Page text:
Monday, February 6, 2023

Math time

This is Joseph.

One of the great lessons of the Brexit referendum is that it makes sense to require a large majority to do a big change via a referendum. Why? Because change has costs and you might well end up with a policy that no longer has popular support:


Now look upon the rebuttal:

Notice the careful switching of the reference group. A large majority (70-75%) of the 52% of the voters to leave still have the same opinion. That is a large majority of half of the group. If we use the math suggested with his estimates we get:

    52% x 0.725 + 48% x 0.05 = 40.1%

Which would suggest that the opposition to Brext, once the costs were known, is about 60-40 among the people who voted. Of course, young people (less pro-Brexit) have aged into voting in the past seven years and older adults (more pro-Brexit) have left us for a better place. A recent poll pegged the decision to leave as being correct as a view held by 34% of the population, which seems about right. 

Now it is true that the vote was advisory, but there is a reason that a super-majority makes sense for this type of poll. A weak majority can easily drift back and it makes a country seem unreliable if major treaties can be snapped with a weak mandate. If the UK was utterly convinced that the EU was a bad plan (say 67% in favor of leaving) then it is also plausible that majority support would have survived the downside surprises.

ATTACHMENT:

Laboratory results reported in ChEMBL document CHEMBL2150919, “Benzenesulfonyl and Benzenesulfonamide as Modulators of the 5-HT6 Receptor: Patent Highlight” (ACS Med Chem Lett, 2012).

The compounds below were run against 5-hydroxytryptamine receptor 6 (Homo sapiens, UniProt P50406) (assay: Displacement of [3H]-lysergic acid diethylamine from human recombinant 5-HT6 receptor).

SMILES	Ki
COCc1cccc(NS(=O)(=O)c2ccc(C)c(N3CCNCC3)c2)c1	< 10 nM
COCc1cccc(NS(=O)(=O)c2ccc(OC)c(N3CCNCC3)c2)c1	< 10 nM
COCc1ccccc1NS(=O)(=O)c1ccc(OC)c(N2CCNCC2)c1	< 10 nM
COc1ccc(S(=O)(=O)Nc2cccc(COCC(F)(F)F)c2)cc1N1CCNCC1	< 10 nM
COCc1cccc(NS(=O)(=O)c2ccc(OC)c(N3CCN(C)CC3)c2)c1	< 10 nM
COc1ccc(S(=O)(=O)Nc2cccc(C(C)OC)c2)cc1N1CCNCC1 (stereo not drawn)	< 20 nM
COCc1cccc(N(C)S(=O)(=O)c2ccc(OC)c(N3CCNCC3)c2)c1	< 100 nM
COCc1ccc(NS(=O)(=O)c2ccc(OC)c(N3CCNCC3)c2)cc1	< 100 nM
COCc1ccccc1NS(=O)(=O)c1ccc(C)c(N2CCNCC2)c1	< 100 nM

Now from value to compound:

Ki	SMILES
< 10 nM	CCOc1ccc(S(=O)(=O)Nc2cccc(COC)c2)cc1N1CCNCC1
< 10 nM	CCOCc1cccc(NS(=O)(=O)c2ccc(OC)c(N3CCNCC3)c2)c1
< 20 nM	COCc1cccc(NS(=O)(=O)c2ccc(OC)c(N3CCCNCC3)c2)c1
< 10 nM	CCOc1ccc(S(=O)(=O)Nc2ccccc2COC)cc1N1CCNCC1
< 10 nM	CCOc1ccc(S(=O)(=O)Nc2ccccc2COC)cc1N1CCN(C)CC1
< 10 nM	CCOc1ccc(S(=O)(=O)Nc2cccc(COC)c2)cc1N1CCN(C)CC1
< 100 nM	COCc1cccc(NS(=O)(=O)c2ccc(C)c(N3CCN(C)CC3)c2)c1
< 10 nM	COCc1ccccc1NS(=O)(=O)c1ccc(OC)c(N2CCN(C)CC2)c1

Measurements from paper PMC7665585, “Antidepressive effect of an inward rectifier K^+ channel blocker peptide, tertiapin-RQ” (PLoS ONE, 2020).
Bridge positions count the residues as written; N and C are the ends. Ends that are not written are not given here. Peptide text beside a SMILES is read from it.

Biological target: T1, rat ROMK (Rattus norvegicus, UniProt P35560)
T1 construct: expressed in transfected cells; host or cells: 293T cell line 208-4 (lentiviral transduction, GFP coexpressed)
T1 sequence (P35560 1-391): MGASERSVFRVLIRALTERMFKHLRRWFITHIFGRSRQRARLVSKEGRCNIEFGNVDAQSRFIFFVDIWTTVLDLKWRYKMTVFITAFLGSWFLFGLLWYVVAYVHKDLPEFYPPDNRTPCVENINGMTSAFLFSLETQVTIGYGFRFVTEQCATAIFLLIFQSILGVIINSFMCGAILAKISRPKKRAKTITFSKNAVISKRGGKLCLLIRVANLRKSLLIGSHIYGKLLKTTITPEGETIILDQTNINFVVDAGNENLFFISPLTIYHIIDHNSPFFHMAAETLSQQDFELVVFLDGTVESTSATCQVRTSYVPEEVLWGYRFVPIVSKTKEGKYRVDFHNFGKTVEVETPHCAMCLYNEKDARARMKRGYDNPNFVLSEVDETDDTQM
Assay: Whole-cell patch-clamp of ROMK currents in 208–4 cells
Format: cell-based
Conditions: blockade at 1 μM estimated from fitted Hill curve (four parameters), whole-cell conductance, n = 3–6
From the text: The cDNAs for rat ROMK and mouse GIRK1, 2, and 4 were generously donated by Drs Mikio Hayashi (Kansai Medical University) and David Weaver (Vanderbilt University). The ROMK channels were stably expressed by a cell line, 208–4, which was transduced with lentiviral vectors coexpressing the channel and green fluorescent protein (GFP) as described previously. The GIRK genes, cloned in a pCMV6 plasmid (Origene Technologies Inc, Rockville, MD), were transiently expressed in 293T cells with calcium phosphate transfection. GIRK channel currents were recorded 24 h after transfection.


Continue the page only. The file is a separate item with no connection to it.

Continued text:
Now this is a bit of an oversimplification, as the Brexit also had a misleading campaign. It promised to bolster the NHS, the British social medical care scheme, whereas it actually hurt it. People skeptical about claims were told they were part of Project Fear, a claim that the detractors were unduly pessimistic. Now it looks like they might have been correct and the planners of Brexit would have been well advised to consider that in terms of planning for how to keep public support high.

Now it is true that rejoining the EU is likely impossible, who wants a member who can leave with such a narrow majority of a single referendum, but it does suggest that there is also no plan to go forward from here. Brexit is done and will now be an never-ending series of pressure points. Lots of problems were very conveniently solved by Brexit: Spanish claims over Gibraltar and Northern Ireland both look a lot less pressing when the UK is in a free trade and movement compact with the other polity. Unification of Ireland, for example, brings many fewer obvious benefits when both parts are a part of the same large and democratic union. 

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